Thunder Bay, ON: – Following the declaration of Premier of Ontario Doug Ford on Tuesday January 12, 2021 of a second state of emergency across the province of Ontario due to the COVID-19 crisis, the Matawa Chiefs Council are issuing a public statement that the Matawa Chiefs Council reject the Ontario government-imposed deadline of Thursday January 14, 2021 for comments related to Ontario’s proposed revisions of the Far North Act, 2010 and demand that the Premier of Ontario and the Minister of Natural Resources and Forestry Hon. John Yakabuski halt the inappropriate and continued attempts of the Ontario government to proceed with engagement activities on legislation impacting the Inherent Aboriginal and Treaty Rights of First Nations at this time.
The Matawa Chiefs Council requests that the Government of Ontario cease all activities that impact the rights and interests of the Matawa member First Nations until after the COVID-19 pandemic is over.
During the COVID-19 crisis first declared on March 17 2020, the Ontario government has proceeded with the numerous legislative, policy and regulatory changes to position government, industry and investors to prepare for access to wealth and resources in the remote north of Ontario.
Matawa Chiefs Council Comments
“Our First Nations are treaty partners with Ontario and Canada,” said Chief Bruce Achneepineskum, Marten Falls First Nation. “As equal treaty partners, in order to meaningfully participate in any process that impacts and defines our rights—we require the opportunity and proper resources for First Nations to be represented at the table. Ontario will have to respect Matawa member First Nations while we address the immediate priority and concerns of COVID-19 and the well-being of our members.”
– Chief Bruce Achneepineskum, Marten Falls First Nation
“Along with all communities across Canada and Ontario, First Nations are challenged by the COVID-19 global pandemic and the compounded long-term issues in our First Nations related to housing, the cost of living and access to goods, supplies and clean water are in addition to the danger posed by the disease,” said Chief Cornelius Wabasse, Webequie First Nation. “We need to keep the emphasis and priority on the safety and protection of our vulnerable communities and members.”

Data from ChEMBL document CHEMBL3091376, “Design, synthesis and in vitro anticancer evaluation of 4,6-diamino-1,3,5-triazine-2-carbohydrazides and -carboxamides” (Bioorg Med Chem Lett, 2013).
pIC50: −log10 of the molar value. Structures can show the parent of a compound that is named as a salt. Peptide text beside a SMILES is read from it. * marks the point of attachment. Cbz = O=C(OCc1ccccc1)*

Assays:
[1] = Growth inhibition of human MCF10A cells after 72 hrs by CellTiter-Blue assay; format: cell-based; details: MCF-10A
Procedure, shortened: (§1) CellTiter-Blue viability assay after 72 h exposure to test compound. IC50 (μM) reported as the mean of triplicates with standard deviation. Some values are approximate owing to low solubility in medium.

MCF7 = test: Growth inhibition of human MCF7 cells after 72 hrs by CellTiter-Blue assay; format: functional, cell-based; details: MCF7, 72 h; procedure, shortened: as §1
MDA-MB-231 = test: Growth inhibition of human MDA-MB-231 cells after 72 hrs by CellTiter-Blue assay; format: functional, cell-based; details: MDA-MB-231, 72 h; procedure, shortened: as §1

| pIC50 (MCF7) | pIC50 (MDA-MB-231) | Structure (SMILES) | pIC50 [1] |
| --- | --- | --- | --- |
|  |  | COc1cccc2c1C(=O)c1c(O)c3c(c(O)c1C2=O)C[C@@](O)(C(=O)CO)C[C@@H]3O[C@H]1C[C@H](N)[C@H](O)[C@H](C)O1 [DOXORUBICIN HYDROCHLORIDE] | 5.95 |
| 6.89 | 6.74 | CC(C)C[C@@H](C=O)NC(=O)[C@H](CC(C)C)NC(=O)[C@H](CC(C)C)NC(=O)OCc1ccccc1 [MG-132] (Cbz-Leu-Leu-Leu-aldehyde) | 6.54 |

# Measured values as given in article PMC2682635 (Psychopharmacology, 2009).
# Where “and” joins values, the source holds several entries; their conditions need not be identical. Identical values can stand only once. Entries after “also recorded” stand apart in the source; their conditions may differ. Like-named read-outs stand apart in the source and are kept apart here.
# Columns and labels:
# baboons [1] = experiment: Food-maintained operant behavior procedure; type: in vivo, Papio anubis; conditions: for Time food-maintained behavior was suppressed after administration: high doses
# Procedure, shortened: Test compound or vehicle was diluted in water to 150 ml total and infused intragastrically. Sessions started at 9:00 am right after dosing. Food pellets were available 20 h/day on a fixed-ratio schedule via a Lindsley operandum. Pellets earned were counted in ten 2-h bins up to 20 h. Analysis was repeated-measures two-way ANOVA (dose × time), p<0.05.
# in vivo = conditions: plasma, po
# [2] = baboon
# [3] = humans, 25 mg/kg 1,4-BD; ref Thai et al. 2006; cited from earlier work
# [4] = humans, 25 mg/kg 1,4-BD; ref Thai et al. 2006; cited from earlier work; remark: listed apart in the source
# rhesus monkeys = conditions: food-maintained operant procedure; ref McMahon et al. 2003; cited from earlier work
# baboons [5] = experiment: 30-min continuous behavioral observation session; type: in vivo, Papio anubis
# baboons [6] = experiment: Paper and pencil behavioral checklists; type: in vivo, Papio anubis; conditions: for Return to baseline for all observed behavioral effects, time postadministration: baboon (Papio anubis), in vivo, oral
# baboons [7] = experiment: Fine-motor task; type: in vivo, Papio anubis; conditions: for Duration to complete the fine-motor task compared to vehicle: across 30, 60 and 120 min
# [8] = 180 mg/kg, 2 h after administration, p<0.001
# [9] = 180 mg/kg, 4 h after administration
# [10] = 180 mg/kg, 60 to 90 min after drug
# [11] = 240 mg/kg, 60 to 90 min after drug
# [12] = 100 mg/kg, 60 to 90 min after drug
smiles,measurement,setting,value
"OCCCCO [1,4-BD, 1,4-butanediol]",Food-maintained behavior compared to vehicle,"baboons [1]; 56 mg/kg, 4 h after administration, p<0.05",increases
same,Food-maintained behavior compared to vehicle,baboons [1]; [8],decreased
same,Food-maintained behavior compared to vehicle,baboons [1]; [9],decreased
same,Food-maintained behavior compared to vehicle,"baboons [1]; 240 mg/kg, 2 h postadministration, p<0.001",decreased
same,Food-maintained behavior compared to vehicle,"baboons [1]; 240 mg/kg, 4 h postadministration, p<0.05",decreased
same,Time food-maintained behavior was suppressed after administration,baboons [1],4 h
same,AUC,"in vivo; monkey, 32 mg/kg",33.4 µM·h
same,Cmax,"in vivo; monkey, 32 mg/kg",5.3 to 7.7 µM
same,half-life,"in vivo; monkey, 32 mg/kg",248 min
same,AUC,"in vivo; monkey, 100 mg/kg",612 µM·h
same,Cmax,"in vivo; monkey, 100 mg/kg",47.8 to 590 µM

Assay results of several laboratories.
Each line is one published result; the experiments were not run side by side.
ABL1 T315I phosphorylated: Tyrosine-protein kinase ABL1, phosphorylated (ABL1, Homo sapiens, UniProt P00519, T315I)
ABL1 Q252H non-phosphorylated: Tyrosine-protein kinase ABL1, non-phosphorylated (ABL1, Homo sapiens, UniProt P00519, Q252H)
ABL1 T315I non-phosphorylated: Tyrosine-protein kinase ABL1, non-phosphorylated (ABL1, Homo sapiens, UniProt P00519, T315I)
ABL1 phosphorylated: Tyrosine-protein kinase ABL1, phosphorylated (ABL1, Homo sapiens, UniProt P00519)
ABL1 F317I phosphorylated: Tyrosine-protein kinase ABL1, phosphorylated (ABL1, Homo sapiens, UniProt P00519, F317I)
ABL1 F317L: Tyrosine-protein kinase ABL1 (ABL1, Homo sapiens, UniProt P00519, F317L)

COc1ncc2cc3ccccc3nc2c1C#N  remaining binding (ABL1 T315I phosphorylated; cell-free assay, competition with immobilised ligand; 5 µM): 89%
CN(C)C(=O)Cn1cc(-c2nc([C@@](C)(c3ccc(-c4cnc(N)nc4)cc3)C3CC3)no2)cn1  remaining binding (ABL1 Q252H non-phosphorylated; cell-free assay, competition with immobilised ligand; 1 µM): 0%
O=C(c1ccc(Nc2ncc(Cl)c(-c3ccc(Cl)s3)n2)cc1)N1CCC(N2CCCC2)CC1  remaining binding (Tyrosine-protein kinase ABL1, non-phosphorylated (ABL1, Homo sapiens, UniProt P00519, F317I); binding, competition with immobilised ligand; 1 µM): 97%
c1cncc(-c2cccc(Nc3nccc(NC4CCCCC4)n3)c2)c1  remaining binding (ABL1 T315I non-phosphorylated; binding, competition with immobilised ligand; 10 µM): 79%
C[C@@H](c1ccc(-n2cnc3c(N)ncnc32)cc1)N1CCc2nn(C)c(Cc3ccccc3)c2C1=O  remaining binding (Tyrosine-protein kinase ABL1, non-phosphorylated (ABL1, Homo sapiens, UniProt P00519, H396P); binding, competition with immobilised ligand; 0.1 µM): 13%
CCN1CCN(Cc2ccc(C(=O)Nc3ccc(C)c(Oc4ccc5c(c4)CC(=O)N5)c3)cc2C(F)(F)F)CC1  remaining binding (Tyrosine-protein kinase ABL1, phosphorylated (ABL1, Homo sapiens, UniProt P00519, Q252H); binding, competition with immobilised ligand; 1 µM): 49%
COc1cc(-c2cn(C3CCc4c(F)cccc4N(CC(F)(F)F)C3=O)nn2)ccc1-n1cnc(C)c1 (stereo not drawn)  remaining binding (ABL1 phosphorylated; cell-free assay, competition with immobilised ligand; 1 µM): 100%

– Chief Cornelius Wabasse, Webequie First Nation
“The extensive efforts by the Ontario government’s legislative proposal to erase the specific term ‘Far North’ from the Far North Act including a proposal to ‘change the name’ of the Far North Act, will have significant and permanent impacts to the Inherent, Aboriginal and Treaty Rights of our First Nations and members under Section 35 of the Constitution Act, 1982,” stated Chief Harvey Yesno, Eabametoong First Nation.
“Prior to and during the COVID-19 pandemic, Ontario has been unashamed in its aggressive approach to prepare to access the wealth and resources of the James Bay Treaty No. 9 territory and we remind Ontario that our rights are of a higher priority than the interests of government, general stakeholders and industry investors who are knowingly or unknowingly complicit and supporting these activities.
Matawa Chiefs Council has always presented a position of partnership and investor certainty while respecting First Nation autonomy. This is not a simple legislative revision proposal; the Far North Act is part of the colonial control mechanisms on the homelands and economy of our People. Its revision, repeal or options to be developed for our First Nation’s consideration directly impact and dictate the economy and quality of life of our members.”
– Chief Harvey Yesno, Eabametoong First Nation
Important Notes to Press Statement
- The land Ontario refers to as the Far North is predominantly land subject to the James Bay Treaty # 9 (1905-06 and 1929-30).
- The issues are complex, consistently changing and the Matawa Chiefs Council and Matawa First Nations Management (MFNM) reserve the right to assess and reassess their positions and information stated as development unfolds.
- The Matawa Chiefs Council and Matawa First Nations Management (MFNM) has nine (9) member First Nations and respects the autonomy of each member First Nation.
- This statement is without prejudice to the positions Long Lake #58 First Nation takes, or may take, on the issue of whether Long Lake #58 First Nation is a party to any Treaty.
Additional Background Information
Proposed Amendments to the Far North Act, 2010 – Environmental Registry of Ontario https://ero.ontario.ca/notice/019-2684
The Far North Act, 2010 https://www.ontario.ca/laws/statute/10f18 https://www.ontario.ca/laws/statute/10f18
For more information, please contact Carol Audet, Communications Manager – Matawa First Nations at (807) 632-9663 or by email at [email protected]